The Fact of the Matter Is. . .
From the Files of Gustavus Historical Archives & Antiquities (GHAA)
www.GustavusHistory.org - by Lee & Linda Parker
Q - Overheard from the mouth of a Gustavus child just the other day…”There are no frogs in Alaska!” Then looking around to see who might object…”Not in the winter, anyway. Well, are there?” he demanded…
It reminded me of something I found in an old box of homesteader’s things a while back. The collection undoubtedly contained some of the music sung at Strawberry Point’s “bang outs” in the 1920’s, 30’s, and 40’s. Songs that stretched the imagination and brought wide-eyed enjoyment to children and adults alike—especially on long, blustery and cold wintry nights. But first, about the frogs…
A - Yes, there are frogs in Alaska—frozen frogs, that is! Not so many of them, and not so many different kinds—but frogs, absolutely “Yes!”. There are several frog species (not to be confused with toads), but we are going to discuss a funny little frog called a “wood frog”. The wood frog (if you are lucky enough to see one) is found along mainland river valleys in Southeast Alaska and has been spotted near Dry Bay. This little frog has a dark, triangular patch behind the eye and a light stripe down its back. The females can lay a cluster of eggs the size of a softball as soon as ponds thaw out in the spring. The males make a loud, duck-like quack—perhaps to confuse us as to who or what they really are. Baby wood frogs have to grow from egg, to tadpole, to adult frog in rapid succession before freeze-up. The adult frog hibernates safe and sound under the forest moss and snow. But, are they warm under there? Not at all! They survive the long Alaskan winters in a virtual frozen state with no heartbeat, no circulation, and no breathing or muscle movement. When they thaw out (literally), the heartbeat resumes and once again they move about and do whatever frogs do. This suspended state is thought to be possible due to a magical intracellular antifreeze substance that protects them from a frozen death.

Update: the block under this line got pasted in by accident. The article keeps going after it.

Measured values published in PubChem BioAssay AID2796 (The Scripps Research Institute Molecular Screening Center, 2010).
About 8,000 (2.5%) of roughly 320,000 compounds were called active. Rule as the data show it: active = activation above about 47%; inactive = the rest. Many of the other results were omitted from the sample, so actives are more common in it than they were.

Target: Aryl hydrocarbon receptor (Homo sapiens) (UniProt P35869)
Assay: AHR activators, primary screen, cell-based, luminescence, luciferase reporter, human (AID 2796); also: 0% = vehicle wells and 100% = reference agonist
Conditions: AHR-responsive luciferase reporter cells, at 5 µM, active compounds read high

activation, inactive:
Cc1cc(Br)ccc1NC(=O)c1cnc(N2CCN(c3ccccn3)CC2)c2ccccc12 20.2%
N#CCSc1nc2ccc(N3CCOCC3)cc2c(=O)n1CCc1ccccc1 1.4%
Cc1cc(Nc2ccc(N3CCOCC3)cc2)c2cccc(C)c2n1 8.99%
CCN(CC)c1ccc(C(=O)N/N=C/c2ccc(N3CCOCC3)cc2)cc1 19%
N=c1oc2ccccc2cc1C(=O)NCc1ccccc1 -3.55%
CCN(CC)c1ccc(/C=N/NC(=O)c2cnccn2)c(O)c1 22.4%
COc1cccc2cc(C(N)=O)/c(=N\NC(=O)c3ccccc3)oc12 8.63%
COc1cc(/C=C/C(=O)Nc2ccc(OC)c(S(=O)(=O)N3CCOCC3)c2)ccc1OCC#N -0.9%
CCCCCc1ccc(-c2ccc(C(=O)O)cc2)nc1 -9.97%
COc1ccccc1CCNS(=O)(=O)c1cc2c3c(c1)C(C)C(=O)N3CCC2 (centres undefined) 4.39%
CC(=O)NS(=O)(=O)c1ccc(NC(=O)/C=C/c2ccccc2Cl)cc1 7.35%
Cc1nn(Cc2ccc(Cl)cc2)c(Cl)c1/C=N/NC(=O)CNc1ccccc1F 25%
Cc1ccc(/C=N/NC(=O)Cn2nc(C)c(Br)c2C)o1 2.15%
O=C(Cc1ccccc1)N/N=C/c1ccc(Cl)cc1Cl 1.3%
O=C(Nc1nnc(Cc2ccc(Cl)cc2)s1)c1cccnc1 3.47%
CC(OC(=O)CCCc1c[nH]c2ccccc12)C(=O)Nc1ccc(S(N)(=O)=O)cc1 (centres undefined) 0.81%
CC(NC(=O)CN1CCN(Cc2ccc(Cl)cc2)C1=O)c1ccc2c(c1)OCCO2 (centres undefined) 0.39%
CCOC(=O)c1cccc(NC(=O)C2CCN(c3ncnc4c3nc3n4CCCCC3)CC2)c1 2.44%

Well, enough about frogs, what was it GHAA found?
What we uncovered was a wonderful old song called “The Frog’s Good-Bye”—a song that, despite all the details above, will tell us all we really need to know. And so, GHAA has a holiday gift for all Gustavus girls and boys. It requires the adults in their lives to sing and teach them a little song—maybe for a non-traditional treat Christmas Eve night. So, gather around and imagine many years ago by lantern light and guitars strumming, the community fun and laughter in this faraway place called Strawberry Point. For simplicity, sing to the tune of the familiar Christmas carol “Away in the Manger”. Here it is…The Frog’s Good-Bye, authored by Mary S. Conrade and copyrighted 1899 by A. Flannagan, Publisher:
The Frog’s Good-Bye
Good-bye lit-tle chil-dren, I’m going a-way
In my snug lit-tle home all the win-ter to stay;
I sel-dom get up, once I’m tucked in my bed,
And as it grows cold-er I cov-er my head.
I sleep ver-y qui-et-ly all win-ter thro’,
And real-ly en-joy it! There’s noth-ing to do.
The flies are all gone, so there’s noth-ing to eat,
And I then take this time to en-joy a good sleep.
My bed is a nice lit-tle hole in the ground, Where,
Snug as a bug, in the win-ter I’m found;
You might think not eat-ing would make me grow thin,
But no! I stay plump, just as when I go in.
And now, lit-tle chil-dren, good-bye, one and all;
Some warm day next spring I shall give you a call;
I’m quite sure to know when to get out of bed,
When I feel the warm sun shin-ing down on my head.
And from GHAA, to all a good-night!